In considering defendant's objection to the amount of proceeds realized from the sale, the Court looks to the Uniform Commercial Code as adopted by Pennsylvania, 12A P.S. § 9-507(2) which provides: *fn7"


The fact that a better price could have been obtained by a sale at a different time or in a different method from that selected by the secured party is not of itself sufficient to establish that the sale was not made in a commercially reasonable manner. If the secured party either sells the collateral in the usual manner in any recognized market therefor or if he sells at the price current in such market at the time of his sale or if he has otherwise sold in conformity with reasonable commercial practices among dealers in the type of property sold he has sold in a commercially reasonable manner. The principals stated in the two preceding sentences with respect to sales also apply as may be appropriate to other types of disposition.

 The test under the Uniform Commercial Code is that of commercial reasonableness. Disposition of collateral after default is controlled by 12A P.S. § 9-504 which provides in pertinent part:


(1) A secured party after default may sell, lease or otherwise dispose of any or all of the collateral in its then condition or following any commercially reasonable preparation of processing. Any sale of goods is subject to the Article on Sales (Article 2). The proceeds of disposition shall be applied in the order following to


(a) the reasonable expenses of retaking, holding, preparing for sale, selling and the like and, to the extent provided for in the agreement and not prohibited by law, the reasonable attorneys' fees and legal expenses incurred by the secured party;


(b) the satisfaction of indebtedness secured by the security interest under which the disposition is made;


. . .


(2) If the security interest secures an indebtedness, the secured party must account to the debtor for any surplus, and unless otherwise agreed, the debtor is liable for any deficiency. . . .


(3) Disposition of the collateral may be by public or private proceedings and may be made by way of one or more contracts. Sale or other disposition may be as a unit or in parcels and at any time and place and on any terms but every aspect of the disposition including the method, manner, time, place and terms must be commercially reasonable. . . . [Reasonable] notification of the time and place of any public sale or reasonable notification of the time after which any private sale or other intended disposition is to be made shall be sent by the secured party to the debtor, and except in the case of consumer goods to any other person who has a security interest in the collateral and who has duly filed a financing statement indexed in the name of the debtor in this state or who is known by the secured party to have a security interest in the collateral. The secured party may buy at any public sale and if the collateral is of a type customarily sold in a recognized market or is of a type which is the subject of widely distributed standard price quotations he may buy at private sale.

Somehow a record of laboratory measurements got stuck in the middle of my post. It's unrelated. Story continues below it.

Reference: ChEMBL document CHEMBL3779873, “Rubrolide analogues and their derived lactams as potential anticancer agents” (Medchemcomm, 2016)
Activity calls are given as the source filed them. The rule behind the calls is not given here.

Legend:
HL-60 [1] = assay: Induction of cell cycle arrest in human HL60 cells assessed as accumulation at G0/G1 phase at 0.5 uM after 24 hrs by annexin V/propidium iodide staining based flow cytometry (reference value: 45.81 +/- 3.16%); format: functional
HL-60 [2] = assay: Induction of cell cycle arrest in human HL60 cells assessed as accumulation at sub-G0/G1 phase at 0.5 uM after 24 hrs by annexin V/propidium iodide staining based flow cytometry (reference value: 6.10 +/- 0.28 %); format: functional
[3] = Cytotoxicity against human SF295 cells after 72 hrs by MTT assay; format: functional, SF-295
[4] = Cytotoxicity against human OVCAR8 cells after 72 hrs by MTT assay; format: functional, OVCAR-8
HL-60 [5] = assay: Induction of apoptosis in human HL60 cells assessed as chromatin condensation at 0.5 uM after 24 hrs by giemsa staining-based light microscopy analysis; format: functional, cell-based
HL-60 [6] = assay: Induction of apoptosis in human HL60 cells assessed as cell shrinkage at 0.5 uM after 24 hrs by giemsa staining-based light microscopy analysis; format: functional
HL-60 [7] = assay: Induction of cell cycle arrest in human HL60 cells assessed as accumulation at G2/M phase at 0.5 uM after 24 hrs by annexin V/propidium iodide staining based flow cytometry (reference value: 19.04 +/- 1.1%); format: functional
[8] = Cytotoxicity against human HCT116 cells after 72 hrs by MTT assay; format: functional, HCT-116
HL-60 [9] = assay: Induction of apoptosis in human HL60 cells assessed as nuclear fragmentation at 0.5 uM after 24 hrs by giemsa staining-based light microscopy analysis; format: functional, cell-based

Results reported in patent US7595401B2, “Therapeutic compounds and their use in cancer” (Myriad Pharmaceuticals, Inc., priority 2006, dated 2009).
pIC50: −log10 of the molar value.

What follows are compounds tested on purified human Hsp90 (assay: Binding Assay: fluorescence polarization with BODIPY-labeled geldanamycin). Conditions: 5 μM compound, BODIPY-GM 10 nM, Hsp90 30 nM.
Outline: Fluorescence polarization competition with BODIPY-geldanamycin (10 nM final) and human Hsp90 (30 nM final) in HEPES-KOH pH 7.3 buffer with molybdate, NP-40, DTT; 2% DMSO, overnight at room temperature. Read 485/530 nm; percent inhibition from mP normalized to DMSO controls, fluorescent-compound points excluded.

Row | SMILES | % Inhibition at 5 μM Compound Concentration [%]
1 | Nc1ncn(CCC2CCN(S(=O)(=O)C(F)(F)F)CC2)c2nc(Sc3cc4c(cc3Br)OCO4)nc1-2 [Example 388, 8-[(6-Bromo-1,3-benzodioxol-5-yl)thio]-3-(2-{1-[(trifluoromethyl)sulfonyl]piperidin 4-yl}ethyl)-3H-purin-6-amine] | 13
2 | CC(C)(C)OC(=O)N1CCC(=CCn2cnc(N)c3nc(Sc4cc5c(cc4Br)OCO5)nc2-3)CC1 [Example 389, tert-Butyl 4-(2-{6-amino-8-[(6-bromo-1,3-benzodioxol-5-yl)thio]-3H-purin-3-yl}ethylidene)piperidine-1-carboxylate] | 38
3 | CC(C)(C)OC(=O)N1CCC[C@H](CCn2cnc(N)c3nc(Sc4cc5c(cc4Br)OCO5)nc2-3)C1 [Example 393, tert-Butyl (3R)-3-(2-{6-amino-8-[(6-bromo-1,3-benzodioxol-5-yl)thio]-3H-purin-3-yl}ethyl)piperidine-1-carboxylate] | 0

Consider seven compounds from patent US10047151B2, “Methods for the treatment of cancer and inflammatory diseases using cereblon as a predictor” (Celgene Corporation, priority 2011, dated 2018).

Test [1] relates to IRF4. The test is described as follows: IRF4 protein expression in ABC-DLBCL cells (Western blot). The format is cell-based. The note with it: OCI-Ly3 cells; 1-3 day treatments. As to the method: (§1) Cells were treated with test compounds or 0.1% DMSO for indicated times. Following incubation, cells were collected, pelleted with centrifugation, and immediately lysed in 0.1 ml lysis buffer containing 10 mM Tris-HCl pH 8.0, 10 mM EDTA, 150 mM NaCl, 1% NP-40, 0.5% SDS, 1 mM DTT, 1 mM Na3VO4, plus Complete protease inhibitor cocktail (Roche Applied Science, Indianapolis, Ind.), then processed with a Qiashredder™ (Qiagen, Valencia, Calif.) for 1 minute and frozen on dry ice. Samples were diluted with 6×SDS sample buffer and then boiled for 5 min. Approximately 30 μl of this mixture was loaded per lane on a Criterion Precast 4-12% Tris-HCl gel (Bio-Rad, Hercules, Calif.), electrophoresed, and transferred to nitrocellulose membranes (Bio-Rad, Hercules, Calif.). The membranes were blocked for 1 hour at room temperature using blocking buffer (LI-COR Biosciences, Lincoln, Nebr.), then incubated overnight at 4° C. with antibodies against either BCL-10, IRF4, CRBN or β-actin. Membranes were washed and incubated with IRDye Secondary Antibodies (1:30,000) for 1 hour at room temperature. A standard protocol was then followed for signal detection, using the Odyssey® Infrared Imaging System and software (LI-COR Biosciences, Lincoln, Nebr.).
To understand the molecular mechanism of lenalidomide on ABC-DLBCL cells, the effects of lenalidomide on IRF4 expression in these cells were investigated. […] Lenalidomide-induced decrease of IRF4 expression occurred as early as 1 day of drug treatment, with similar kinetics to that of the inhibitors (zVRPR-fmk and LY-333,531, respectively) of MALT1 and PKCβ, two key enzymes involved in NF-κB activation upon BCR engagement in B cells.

The Court concludes that the advertising of the sale in the Philadelphia Inquirer on three different occasions, the direct mailings to trade persons, the notification of the sale to defendant, as well as the manner in which the sale was conducted, more than fulfill the requirements of 12A P.S. § 9-504. SBA also acted within the law by deducting costs and then applying the proceeds of the sale to satisfy defendant's indebtedness as required by 12A P.S. § 9-504(1)(a) and (b).

 Defendant offers no support for the proposition that the liquidation sale is governed by 12A P.S. §§ 6-101 et seq. It appears to the Court that it is not.

 12A P.S. § 6-103, entitled "Transfers Excepted From This Article", provides in pertinent part:


The following transfers are not subject to this Article:


(3) Transfers in settlement or realization of a lien or other security interests;

 12A P.S. § 6-103(3) has been interpreted by at least one Pennsylvania court as excluding liquidation sales of inventory from the provisions of 12A P.S. §§ 6-101 et seq. :


If the sale was in liquidation of a security interest, it would be exempt from the scope of the bulk sales provisions of the code, 12A P.S. § 6-103(3).

 Uhr v. 3361, Inc., 21 D. & C. 2d 348, 349 (Court of Common Pleas, Phila. 1960).

 The Court concludes that the law of secured transactions, 12A P.S. §§ 9-101 et seq., controls the questioned transaction. As we have heretofore pointed out, the SBA fully complied with the requirements of 12A P.S. §§ 9-101 et seq. in selling the items in a commercially reasonable manner.

 This memorandum and order is in lieu of findings of fact and conclusions of law pursuant to Rule 52(a) of the Federal Rules of Civil Procedure.

 Accordingly, the Court finds that the Government has proven by a preponderance of the evidence that the defendant is indebted to it in the amount of $19,619.46 as principal balance; accrued interest of $4,845.19 as of June 30, 1977; and daily interest accrued of $2.997 from June 30, 1977 to the day of judgment.


 AND NOW, to wit, this 1st day of August, 1977, it is hereby ORDERED and DECREED that judgment in the above captioned case is entered this day for the plaintiff, the United States of America on behalf of its Agency, the Small Business Administration, and against the defendant, Laurant D. Gore, in the amount of $24,557.00, together with costs.